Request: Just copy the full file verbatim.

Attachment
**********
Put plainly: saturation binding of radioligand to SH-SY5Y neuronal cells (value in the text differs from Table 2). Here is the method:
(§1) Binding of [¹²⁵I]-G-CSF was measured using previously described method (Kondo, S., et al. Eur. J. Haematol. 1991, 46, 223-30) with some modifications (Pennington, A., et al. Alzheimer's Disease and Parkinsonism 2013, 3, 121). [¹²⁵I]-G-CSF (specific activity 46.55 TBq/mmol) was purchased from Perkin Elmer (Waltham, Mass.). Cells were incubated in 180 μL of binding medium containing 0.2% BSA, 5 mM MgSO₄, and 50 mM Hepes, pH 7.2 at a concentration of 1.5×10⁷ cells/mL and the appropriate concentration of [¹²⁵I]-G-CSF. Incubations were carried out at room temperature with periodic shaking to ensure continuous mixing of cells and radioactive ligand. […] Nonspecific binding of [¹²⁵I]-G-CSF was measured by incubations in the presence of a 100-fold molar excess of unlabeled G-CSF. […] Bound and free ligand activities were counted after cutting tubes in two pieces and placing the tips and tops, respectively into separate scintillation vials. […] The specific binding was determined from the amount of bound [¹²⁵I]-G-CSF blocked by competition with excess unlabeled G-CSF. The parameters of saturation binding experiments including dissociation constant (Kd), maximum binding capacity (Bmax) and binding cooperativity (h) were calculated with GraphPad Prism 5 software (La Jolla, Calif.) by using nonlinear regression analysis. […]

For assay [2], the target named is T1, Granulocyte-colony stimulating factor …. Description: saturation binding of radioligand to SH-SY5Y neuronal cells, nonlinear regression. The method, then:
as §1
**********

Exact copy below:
Put plainly: saturation binding of radioligand to SH-SY5Y neuronal cells (value in the text differs from Table 2). Here is the method:
(§1) Binding of [¹²⁵I]-G-CSF was measured using previously described method (Kondo, S., et al. Eur. J. Haematol. 1991, 46, 223-30) with some modifications (Pennington, A., et al. Alzheimer's Disease and Parkinsonism 2013, 3, 121). [¹²⁵I]-G-CSF (specific activity 46.55 TBq/mmol) was purchased from Perkin Elmer (Waltham, Mass.). Cells were incubated in 180 μL of binding medium containing 0.2% BSA, 5 mM MgSO₄, and 50 mM Hepes, pH 7.2 at a concentration of 1.5×10⁷ cells/mL and the appropriate concentration of [¹²⁵I]-G-CSF. Incubations were carried out at room temperature with periodic shaking to ensure continuous mixing of cells and radioactive ligand. […] Nonspecific binding of [¹²⁵I]-G-CSF was measured by incubations in the presence of a 100-fold molar excess of unlabeled G-CSF. […] Bound and free ligand activities were counted after cutting tubes in two pieces and placing the tips and tops, respectively into separate scintillation vials. […] The specific binding was determined from the amount of bound [¹²⁵I]-G-CSF blocked by competition with excess unlabeled G-CSF. The parameters of saturation binding experiments including dissociation constant (Kd), maximum binding capacity (Bmax) and binding cooperativity (h) were calculated with GraphPad Prism 5 software (La Jolla, Calif.) by using nonlinear regression analysis. […]

For assay [2], the target named is T1, Granulocyte-colony stimulating factor …. Description: saturation binding of radioligand to SH-SY5Y neuronal cells, nonlinear regression. The method, then:
as §1